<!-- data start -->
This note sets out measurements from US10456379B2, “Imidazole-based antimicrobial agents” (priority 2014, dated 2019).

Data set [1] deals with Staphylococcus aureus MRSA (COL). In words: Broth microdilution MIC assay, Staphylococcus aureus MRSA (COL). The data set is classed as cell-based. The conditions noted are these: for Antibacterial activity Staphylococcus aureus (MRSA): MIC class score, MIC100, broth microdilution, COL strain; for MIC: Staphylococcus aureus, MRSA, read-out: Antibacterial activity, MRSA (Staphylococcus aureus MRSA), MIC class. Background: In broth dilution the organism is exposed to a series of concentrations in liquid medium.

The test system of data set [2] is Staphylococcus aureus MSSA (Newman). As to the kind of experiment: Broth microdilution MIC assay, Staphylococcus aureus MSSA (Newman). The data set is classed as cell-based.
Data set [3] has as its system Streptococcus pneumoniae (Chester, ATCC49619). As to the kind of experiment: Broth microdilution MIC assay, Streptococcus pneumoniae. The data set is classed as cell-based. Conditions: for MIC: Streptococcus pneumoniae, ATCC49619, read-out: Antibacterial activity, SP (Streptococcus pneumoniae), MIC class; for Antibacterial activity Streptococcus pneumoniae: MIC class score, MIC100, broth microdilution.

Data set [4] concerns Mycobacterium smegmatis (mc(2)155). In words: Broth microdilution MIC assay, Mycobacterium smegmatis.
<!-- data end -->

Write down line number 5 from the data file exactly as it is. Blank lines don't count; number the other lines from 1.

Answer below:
Data set [4] concerns Mycobacterium smegmatis (mc(2)155). In words: Broth microdilution MIC assay, Mycobacterium smegmatis.